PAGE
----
Ah, Twitter. How I love thee. And how thou dost take up all my time and sometimes maketh me want to cry.
Back in the day, when I had a job in one of those office-thingies and didn’t ever have to do anything resembling “networking”, I had a Twitter account. And I had a Twitter addiction. So I abandoned said Twitter account, and suddenly found the day had a few more hours in it, and a lot fewer angry people. But then I started my own business and quickly realised that social media could be a powerful marketing tool, and so, knowing it was both a useful and potentially unwise thing to do, I headed back to Twitter.
And it was a good decision. Wordy Twitter (where the authors, editors, publishers, linguists and all the people in between hang out) is a very fun place to be. I learn a lot, I can keep up with trends in my industry, and I can connect with colleagues and clients. I’ve made friends and found work, all in 280-character chunks.
But there’s no denying that Twitter can be a time-sink. There’s just so much STUFF on there, and so many interesting people, that you log on to say a quick hi to your followers and half an hour later, there you are, reading your twelfth bad take on today’s hot topic.
I’m sure there are people out there who can say they’re only going to spend a few minutes on Twitter and actually do that before logging off, but none of them are me. If they’re not you either, then read on for some of the tips that help me stay away from Twitter so I have more time to devote to Facebook. Editing. I mean editing.
Turn off your notifications
The temptation to check what’s happening as soon as you get a notification can be really strong. Take away that temptation. The conversation will wait. You can thank someone for the Retweet later. And you really don’t want to interrupt whatever it is you’re doing just to discover that Great Free Giveaways (UK) follows you!
Get rid of the app altogether
The mobile site is fine, but nowhere near as easy as using the Twitter app, which is a good thing if you’re trying to use it less. It’s also harder to see your notifications, so you’re less likely to be tempted by those.
Or use a third-party app to control what you see
One of my naughty Twitter habits is veering out of Wordy Twitter to check out what’s trending, and that’s when I end up down a rabbit hole. Twidere is an app that lets me customise my home screen, and I can choose not to show the Trends list and search bar. I can still use them, but going through one extra menu can be enough to make me stop and have a word with myself.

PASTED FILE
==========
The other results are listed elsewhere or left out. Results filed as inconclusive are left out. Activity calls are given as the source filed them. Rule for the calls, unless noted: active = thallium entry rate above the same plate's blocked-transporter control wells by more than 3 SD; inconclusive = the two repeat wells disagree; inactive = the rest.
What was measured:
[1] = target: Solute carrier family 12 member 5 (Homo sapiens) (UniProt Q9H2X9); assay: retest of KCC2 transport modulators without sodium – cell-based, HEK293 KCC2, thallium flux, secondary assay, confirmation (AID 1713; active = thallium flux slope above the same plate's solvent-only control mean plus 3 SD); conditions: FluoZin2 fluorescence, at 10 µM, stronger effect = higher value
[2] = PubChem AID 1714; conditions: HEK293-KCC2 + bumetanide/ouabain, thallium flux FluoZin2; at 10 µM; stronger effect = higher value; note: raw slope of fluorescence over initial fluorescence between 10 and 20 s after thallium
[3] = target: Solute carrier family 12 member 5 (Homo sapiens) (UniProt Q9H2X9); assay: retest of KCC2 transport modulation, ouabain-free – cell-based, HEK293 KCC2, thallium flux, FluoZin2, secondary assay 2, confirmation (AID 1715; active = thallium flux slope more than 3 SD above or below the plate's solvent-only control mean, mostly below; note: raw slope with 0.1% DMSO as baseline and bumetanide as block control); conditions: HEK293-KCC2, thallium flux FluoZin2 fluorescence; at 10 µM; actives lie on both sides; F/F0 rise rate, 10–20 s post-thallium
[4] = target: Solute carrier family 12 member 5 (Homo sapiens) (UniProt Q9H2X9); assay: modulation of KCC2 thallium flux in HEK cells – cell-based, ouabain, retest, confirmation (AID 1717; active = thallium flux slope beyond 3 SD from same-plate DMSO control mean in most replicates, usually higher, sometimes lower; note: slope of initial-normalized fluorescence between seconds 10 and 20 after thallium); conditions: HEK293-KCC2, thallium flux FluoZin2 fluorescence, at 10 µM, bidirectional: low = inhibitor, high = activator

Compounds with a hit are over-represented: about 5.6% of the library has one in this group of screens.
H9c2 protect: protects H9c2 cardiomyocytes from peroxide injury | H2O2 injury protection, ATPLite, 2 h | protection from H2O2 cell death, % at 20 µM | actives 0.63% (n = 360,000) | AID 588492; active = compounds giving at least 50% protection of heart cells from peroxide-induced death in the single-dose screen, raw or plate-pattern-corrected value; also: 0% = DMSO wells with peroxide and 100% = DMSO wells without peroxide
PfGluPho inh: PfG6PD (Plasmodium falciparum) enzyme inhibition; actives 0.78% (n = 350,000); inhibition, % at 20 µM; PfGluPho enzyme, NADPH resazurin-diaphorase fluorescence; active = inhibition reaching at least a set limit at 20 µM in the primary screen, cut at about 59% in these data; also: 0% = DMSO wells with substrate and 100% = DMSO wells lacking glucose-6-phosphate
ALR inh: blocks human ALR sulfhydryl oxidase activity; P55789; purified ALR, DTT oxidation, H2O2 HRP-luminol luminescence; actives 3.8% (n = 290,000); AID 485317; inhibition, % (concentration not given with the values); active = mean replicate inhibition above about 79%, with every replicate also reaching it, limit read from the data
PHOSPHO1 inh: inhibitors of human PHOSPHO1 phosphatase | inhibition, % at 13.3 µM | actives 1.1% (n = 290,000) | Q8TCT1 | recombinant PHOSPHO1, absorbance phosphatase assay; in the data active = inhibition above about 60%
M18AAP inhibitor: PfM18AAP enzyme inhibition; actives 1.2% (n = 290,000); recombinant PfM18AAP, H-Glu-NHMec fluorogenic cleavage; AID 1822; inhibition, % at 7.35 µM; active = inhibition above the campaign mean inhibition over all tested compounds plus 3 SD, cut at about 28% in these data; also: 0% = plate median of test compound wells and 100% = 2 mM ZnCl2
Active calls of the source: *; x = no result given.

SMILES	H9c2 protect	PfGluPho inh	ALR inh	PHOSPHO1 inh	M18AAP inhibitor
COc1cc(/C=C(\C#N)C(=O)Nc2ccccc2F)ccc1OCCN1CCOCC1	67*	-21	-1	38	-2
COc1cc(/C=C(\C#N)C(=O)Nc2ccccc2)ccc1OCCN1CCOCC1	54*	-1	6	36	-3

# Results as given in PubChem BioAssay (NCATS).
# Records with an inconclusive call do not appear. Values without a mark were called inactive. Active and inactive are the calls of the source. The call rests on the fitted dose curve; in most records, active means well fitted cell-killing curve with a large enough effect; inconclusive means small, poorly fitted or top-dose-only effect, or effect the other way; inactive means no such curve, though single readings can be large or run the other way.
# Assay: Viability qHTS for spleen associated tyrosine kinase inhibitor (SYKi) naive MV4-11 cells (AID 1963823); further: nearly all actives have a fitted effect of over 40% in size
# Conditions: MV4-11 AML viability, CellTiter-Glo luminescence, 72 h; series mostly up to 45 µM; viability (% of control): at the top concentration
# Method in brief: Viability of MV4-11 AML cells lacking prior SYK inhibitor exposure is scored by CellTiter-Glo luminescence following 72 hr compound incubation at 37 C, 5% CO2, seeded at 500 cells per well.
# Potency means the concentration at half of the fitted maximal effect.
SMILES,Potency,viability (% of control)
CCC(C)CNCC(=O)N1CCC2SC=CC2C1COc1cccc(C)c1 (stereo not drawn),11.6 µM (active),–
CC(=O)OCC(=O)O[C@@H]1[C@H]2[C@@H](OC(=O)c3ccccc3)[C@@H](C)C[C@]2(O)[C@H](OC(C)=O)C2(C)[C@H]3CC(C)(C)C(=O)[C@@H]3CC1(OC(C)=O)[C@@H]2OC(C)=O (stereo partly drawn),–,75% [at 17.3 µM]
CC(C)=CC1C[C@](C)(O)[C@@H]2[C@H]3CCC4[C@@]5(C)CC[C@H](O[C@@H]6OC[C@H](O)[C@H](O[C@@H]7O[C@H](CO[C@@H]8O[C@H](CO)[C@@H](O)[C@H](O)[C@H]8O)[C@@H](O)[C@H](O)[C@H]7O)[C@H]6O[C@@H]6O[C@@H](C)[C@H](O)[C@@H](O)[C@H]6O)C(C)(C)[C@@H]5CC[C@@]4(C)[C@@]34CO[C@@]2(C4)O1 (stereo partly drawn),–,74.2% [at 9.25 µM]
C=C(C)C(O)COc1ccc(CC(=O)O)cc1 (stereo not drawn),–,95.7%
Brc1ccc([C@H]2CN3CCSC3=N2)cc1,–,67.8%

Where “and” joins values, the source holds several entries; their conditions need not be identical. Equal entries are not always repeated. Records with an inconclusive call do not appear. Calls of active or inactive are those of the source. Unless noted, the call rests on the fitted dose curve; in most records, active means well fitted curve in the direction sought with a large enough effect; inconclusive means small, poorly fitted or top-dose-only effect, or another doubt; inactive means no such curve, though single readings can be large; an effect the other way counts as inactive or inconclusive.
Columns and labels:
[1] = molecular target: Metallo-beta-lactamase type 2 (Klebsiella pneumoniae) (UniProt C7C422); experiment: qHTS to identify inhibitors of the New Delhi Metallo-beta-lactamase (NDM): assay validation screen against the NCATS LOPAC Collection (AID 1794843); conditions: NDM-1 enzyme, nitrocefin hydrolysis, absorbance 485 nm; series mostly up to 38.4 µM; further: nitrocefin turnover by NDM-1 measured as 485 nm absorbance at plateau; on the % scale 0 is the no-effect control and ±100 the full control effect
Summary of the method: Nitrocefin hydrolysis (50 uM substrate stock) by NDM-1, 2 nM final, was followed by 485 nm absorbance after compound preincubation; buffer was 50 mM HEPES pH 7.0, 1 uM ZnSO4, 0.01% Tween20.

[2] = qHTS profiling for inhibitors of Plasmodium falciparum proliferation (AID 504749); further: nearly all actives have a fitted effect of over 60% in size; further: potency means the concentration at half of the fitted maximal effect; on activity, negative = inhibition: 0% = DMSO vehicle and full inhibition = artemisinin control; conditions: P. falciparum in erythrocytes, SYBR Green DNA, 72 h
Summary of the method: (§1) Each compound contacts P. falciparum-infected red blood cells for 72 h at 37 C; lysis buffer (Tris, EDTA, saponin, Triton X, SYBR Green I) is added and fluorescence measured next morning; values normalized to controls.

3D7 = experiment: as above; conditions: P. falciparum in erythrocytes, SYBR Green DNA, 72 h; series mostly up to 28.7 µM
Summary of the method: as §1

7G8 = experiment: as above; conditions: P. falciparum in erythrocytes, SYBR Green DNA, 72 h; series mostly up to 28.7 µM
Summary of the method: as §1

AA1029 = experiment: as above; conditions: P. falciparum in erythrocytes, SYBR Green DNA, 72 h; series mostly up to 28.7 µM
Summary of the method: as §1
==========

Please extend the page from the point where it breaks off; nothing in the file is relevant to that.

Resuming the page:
Know your weaknesses, and mute them
I’m interested in politics. And while it’s no bad thing to be politically engaged, there’s an awful lot on Twitter you can engage with. And this not only takes up more of my time than I’d like, it sometimes takes up a lot of my mental and emotional energy. So although it’s pained me to do it, I’ve muted all the accounts, words and phrases I can think of related to the topics that are guaranteed to pull me in. It’s impossible to filter it all out, but my timeline is a much happier place now I’ve muted, for example, the Tweets of a certain world leader…
Turn off Retweets
This was a thing I discovered recently, and it’s made me very happy. There are some accounts I follow because I want to be connected with them and I like the things they Tweet, but they are a tad Retweet-happy. Authors with a book out might Retweet every positive review, for example, and while I’m not necessarily uninterested, the sheer volume of content can be overwhelming. The good news is that if you go to their profile, there is an option to turn off their Retweets. You’ll still be connected, and you’ll still see their own Tweets, but it will slim down your feed.
Use a blocking/monitoring app
And if you need to bring out the big guns, there are hundreds of apps available that can help you curb your Twitter time. Apps that give you a gentle nudge if you’re spending too long on Twitter, apps that just won’t let you on it, apps that will shame you at the end of the day by telling you exactly how much time you wasted – there are plenty out there, and many of them are free. I’ve used BreakFree and AppDetox on my phone and was thoroughly horrified by the stats from both of them.
If you have any other tips for a healthy Twitter-life balance, please share! And if you’d like to find me on Twitter, I’m @KiaThomasEdits
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